The ANC, for example, has suspended all meetings in order to allow its members and senior leadership to focus on door-to-door campaigning across the country.
With exactly a month left before South Africans head to the polls to cast their votes in the local government elections, political parties have entered crunch time in their campaigns.
The ANC has suspended all meetings in order to allow its members and senior leadership to focus on door-to-door campaigning across the country.
ANC treasurer Paul Mashatile said that by signing the IEC’s code of conduct, the party committed itself to a free and fair election.
He was speaking to Independent Media shortly after signing the document.
Mashatile said the ruling party had sent a message to all members and other parties that no intimidation and violence should take place during campaigning.
“We are also asking members not to spread fake news about anyone else, and for other parties to do the same.“
He said the ANC was focusing its campaign in the big metros and was confident it would do well there.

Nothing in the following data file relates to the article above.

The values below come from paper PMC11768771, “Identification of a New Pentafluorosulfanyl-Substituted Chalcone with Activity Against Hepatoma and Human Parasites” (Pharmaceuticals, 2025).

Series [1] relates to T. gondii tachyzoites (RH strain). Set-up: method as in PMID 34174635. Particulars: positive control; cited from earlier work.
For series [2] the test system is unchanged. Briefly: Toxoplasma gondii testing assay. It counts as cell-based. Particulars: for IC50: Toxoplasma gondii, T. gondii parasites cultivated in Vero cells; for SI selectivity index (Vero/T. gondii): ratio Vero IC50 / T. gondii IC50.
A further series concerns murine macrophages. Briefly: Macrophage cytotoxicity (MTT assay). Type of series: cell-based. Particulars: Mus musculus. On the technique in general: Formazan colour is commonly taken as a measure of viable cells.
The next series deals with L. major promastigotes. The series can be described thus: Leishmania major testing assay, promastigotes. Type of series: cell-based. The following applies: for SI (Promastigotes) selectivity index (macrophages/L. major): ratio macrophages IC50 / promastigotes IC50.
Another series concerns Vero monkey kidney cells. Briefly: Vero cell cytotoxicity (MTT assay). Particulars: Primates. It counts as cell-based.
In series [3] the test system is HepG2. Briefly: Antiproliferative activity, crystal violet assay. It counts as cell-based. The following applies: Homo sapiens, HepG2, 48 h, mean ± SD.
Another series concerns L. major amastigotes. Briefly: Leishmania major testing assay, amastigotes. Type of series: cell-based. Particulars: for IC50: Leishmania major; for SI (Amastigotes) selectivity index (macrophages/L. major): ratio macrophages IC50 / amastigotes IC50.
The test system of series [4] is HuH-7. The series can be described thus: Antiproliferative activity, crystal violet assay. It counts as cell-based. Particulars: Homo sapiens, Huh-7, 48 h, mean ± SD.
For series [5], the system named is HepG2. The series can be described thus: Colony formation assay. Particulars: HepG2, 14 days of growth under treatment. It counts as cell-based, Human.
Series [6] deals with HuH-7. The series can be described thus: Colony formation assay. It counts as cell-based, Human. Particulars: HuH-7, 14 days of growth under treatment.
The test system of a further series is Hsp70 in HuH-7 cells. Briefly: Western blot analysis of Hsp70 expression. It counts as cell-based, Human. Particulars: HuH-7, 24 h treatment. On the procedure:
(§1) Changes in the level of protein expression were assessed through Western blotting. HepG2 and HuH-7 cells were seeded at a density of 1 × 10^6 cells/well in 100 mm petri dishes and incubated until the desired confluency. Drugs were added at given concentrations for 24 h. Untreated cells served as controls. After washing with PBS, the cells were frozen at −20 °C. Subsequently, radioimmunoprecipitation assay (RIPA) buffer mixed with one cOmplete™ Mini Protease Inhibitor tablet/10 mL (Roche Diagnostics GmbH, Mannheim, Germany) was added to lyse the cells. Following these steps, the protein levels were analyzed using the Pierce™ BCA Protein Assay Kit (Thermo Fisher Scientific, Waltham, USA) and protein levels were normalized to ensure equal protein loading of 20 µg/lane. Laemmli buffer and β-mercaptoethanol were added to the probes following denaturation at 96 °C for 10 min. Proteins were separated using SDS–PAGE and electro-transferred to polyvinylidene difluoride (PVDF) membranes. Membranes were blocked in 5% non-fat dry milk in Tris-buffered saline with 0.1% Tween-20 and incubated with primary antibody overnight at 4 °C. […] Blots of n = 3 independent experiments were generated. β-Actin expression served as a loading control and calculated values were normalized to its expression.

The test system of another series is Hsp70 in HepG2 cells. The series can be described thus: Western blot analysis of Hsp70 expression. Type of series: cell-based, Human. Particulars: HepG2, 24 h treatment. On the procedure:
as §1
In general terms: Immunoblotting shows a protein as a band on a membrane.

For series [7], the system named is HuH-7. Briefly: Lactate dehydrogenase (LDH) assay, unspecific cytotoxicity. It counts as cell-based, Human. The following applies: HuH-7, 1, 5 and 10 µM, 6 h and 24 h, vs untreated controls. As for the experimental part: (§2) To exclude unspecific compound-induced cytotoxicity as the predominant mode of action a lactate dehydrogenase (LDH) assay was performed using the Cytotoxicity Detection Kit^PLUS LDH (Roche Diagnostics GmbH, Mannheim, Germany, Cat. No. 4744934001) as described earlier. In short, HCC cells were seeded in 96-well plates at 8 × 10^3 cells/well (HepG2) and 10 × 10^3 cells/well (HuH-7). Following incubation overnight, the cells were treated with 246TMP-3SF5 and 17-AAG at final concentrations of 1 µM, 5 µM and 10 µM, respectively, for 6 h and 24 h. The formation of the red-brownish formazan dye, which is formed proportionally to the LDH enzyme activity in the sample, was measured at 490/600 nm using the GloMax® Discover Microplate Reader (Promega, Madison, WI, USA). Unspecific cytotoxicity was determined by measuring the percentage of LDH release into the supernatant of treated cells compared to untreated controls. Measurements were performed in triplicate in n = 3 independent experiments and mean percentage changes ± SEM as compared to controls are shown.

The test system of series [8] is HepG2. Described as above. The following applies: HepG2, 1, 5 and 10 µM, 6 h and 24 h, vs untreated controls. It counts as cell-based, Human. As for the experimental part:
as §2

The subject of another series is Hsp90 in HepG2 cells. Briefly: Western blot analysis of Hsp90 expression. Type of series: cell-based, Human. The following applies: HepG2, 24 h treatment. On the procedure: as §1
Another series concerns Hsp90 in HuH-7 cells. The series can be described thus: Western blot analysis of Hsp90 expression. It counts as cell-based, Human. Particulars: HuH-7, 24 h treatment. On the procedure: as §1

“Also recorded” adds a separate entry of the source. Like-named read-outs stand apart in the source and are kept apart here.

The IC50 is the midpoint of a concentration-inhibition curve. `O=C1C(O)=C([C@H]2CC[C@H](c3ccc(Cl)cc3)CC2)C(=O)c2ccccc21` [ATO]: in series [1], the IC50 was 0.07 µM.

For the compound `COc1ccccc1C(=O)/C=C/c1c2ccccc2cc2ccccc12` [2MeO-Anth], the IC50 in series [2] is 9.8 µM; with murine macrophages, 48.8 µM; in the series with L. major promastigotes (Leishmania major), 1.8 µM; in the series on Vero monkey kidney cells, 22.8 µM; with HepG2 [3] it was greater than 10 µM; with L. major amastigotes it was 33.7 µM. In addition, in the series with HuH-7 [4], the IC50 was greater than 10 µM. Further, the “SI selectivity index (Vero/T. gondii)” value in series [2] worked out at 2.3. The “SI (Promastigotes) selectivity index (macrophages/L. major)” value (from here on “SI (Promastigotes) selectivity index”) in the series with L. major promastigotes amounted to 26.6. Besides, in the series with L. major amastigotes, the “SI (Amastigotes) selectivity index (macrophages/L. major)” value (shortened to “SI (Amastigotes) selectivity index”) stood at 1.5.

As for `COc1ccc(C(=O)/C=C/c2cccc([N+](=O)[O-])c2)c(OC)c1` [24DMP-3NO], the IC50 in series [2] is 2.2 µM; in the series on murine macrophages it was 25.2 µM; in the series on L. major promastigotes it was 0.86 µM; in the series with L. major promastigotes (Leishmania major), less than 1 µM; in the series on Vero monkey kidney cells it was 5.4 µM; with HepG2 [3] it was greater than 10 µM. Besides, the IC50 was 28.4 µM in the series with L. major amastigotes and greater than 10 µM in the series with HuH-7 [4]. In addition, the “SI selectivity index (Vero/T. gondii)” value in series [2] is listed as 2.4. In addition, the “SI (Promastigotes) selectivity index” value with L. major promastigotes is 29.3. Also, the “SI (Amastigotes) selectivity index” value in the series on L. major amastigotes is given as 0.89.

DA leader John Steenhuisen, on the other hand, said that while the opposition party was committed to a free and fair elections, the reality was that the code of conduct was only as good as its enforcement.
He called on the IEC to be more rigorous in enforcing the code.
“We have already seen with the Political Party Funding Act that the EFF have been able to get away by saying they have not received donations above R100 000.
’’It is completely improbable that that is the case. The EFF weren’t here today, so one wonders what their commitment is going to be,” he said.
Steenhuisen said the DA intended to keep an “eagle eye on the IEC to ensure they uphold the ‘I’ in IEC and that’s ’independence’”.
Action SA leader Herman Mashaba said the signing of the IEC code of conduct was extremely important in a political party’s commitment to a free and fair election.
Mashaba, however, said the responsibility lay not only with political parties but with the IEC as well.